Government urged to use €1bn from corporate taxes for Brexit fund

Budget should prepare economy for ‘shock’, says British Irish Chamber of Commerce

About €1 billion should be diverted into a Brexit fund, to pay for staff training, grants and a “customs voucher scheme” for companies dealing with customs for the first time. File photograph: Stefan Rousseau/PA Wire

About €1 billion should be diverted into a Brexit fund, to pay for staff training, grants and a “customs voucher scheme” for companies dealing with customs for the first time. File photograph: Stefan Rousseau/PA Wire

 

The British Irish Chamber of Commerce is calling on the Government to divert €1 billion of windfall corporate taxes into a Brexit response fund to aid businesses affected by Britain’s exit from the European Union.

The chamber, which is based in Dublin, makes the call in its pre-budget submission. It has urged the Government to use the budget in October to prepare the economy to withstand a “Brexit shock”.

The chamber cites figures from the Irish Fiscal Advisory Council, which estimates that between €3 billion and €6 billion of the €10.4 billion of last year’s corporate tax revenue could be considered “excess”, or windfall taxes.

It says the Government should hive more than planned of corporate tax revenues into the State’s “rainy day fund”. About €1 billion should be diverted into a Brexit fund, it argues, to pay for staff training, grants and a “customs voucher scheme” for companies dealing with customs for the first time.

Permission

John McGrane, the director-general of the chamber, acknowledged that such a fund to directly help business would likely need permission from the European Union under state aid rules.

It has to be quite targeted. It cannot be one for everybody in the audience

“Ireland’s loyal membership of the EU will hopefully lead to a level of understanding from our European partners,” he said.

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Mr McGrane said the assistance to businesses could be a mixture of grants and low-cost loans.

“The essence of this is that it has to be quite targeted. It cannot be one for everybody in the audience,” he said.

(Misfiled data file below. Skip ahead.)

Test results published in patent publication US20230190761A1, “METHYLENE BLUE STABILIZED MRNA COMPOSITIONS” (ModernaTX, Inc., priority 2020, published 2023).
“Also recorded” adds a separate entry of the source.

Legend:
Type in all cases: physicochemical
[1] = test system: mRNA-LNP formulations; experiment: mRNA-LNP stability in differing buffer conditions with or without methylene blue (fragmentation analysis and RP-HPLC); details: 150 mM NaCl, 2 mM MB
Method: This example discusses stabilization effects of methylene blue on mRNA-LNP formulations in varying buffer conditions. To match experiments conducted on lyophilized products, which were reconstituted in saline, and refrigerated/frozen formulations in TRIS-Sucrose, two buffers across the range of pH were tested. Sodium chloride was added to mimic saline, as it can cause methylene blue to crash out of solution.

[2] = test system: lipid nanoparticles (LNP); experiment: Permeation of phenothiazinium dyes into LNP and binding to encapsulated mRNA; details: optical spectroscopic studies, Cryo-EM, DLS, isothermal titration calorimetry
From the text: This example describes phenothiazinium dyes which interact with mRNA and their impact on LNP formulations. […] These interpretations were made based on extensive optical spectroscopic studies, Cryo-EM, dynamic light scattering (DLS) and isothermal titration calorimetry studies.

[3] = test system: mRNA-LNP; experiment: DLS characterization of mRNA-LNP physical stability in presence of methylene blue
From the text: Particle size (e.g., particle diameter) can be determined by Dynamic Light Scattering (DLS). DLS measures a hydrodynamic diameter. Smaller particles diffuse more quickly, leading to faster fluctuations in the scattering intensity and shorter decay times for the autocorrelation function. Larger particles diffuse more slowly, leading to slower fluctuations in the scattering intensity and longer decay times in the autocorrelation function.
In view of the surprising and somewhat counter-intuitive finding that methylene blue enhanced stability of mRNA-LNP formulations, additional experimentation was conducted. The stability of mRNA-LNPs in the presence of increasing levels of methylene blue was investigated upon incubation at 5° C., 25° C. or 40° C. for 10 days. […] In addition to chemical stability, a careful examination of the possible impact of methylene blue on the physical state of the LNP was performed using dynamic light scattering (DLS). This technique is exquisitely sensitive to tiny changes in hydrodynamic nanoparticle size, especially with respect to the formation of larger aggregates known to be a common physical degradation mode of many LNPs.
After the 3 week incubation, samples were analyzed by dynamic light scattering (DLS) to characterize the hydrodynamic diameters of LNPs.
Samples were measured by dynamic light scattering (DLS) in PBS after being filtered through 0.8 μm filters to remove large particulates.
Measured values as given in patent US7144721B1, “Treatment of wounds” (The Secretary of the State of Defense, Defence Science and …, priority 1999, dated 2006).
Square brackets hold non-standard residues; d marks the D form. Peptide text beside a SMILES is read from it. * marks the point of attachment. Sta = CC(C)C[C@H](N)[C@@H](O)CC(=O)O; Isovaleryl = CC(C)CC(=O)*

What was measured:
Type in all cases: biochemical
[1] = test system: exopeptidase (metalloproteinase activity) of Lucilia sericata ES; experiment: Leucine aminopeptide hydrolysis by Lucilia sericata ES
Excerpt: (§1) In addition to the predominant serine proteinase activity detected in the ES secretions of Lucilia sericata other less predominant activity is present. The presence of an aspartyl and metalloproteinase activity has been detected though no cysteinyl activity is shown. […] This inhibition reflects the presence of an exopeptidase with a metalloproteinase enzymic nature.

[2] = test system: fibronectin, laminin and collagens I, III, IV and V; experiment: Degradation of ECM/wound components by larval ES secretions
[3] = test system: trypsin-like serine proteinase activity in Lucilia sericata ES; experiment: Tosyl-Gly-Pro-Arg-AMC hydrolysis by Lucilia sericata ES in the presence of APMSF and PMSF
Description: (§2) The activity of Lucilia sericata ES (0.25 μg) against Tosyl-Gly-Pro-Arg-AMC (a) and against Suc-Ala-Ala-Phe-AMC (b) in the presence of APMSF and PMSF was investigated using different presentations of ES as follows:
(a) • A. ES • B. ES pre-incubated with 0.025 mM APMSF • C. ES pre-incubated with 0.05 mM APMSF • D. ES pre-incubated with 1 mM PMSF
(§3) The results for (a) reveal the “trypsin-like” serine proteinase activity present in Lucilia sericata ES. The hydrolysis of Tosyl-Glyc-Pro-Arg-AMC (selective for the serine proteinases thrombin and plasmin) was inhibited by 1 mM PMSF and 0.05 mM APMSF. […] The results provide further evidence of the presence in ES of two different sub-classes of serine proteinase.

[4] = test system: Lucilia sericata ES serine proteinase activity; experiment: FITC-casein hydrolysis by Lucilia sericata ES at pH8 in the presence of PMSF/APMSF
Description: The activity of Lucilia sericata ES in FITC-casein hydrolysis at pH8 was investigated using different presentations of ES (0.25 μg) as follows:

Mr McGrane also warned that many smaller businesses are ill-prepared for a Brexit shock.

“Large, highly-regulated industries, such as pharma and financial services, are mandated by their regulators to be ready, and they are. But SMEs and micro businesses are taking their chances. We encourage them not to, although understand why they choose to [wait and see],” he said.

Other budget measures proposed by the chamber include increasing tax credits for research and development; a reduction in capital gains tax; building an “innovation campus” in Dublin to link businesses and academia, delivering upon an idea previously discussed by ministers; and the fostering of research collaborations between universities in the Republic and the North.

Climate change

It also includes proposed measures to tackle climate change, such as funding bioenergy projects and ringfencing carbon taxes to pay for green measures.

The chamber also calls for measures to combat the housing crisis, such as diverting some of the State cash spent on rent subsidies towards the development or purchase of more social housing.

“The Government should consider ways to divert some of the spending on the Housing Assistance Payment (HAP) towards developing social and affordable housing or acquiring housing to build up the portfolio of State-owned property,” the chamber said.

The chamber argued that HAP payments have “unintended consequences, not least unintentionally fuelling rental inflation”.

“The cost of providing HAP is increasing year-on-year and the State never owns the end product,” it said in its submission.

It also called for the reduction or removal of VAT on build-to-rent properties.

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